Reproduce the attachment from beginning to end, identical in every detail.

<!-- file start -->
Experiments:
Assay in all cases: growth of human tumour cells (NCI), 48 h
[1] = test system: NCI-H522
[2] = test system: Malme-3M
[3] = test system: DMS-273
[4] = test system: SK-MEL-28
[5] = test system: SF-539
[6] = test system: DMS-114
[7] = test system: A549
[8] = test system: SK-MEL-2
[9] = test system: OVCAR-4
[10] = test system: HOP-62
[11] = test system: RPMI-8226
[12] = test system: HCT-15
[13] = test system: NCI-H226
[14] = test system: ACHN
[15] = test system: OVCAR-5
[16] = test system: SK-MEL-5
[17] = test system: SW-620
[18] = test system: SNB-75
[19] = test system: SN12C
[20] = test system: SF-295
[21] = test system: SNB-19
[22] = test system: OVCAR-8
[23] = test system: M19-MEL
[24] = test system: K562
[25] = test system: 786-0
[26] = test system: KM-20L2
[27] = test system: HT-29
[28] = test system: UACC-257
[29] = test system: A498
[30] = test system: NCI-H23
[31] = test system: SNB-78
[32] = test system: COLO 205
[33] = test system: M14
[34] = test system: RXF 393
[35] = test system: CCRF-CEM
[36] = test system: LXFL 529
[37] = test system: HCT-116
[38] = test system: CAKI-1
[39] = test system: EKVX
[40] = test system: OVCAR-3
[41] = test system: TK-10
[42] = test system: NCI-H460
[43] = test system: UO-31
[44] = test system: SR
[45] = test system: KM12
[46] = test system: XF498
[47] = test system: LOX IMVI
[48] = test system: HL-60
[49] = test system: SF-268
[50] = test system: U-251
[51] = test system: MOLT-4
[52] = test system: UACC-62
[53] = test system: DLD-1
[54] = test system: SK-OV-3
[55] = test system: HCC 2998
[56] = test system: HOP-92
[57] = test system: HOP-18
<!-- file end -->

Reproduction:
Experiments:
Assay in all cases: growth of human tumour cells (NCI), 48 h
[1] = test system: NCI-H522
[2] = test system: Malme-3M
[3] = test system: DMS-273
[4] = test system: SK-MEL-28
[5] = test system: SF-539
[6] = test system: DMS-114
[7] = test system: A549
[8] = test system: SK-MEL-2
[9] = test system: OVCAR-4
[10] = test system: HOP-62
[11] = test system: RPMI-8226
[12] = test system: HCT-15
[13] = test system: NCI-H226
[14] = test system: ACHN
[15] = test system: OVCAR-5
[16] = test system: SK-MEL-5
[17] = test system: SW-620
[18] = test system: SNB-75
[19] = test system: SN12C
[20] = test system: SF-295
[21] = test system: SNB-19
[22] = test system: OVCAR-8
[23] = test system: M19-MEL
[24] = test system: K562
[25] = test system: 786-0
[26] = test system: KM-20L2
[27] = test system: HT-29
[28] = test system: UACC-257
[29] = test system: A498
[30] = test system: NCI-H23
[31] = test system: SNB-78
[32] = test system: COLO 205
[33] = test system: M14
[34] = test system: RXF 393
[35] = test system: CCRF-CEM
[36] = test system: LXFL 529
[37] = test system: HCT-116
[38] = test system: CAKI-1
[39] = test system: EKVX
[40] = test system: OVCAR-3
[41] = test system: TK-10
[42] = test system: NCI-H460
[43] = test system: UO-31
[44] = test system: SR
[45] = test system: KM12
[46] = test system: XF498
[47] = test system: LOX IMVI
[48] = test system: HL-60
[49] = test system: SF-268
[50] = test system: U-251
[51] = test system: MOLT-4
[52] = test system: UACC-62
[53] = test system: DLD-1
[54] = test system: SK-OV-3
[55] = test system: HCC 2998
[56] = test system: HOP-92
[57] = test system: HOP-18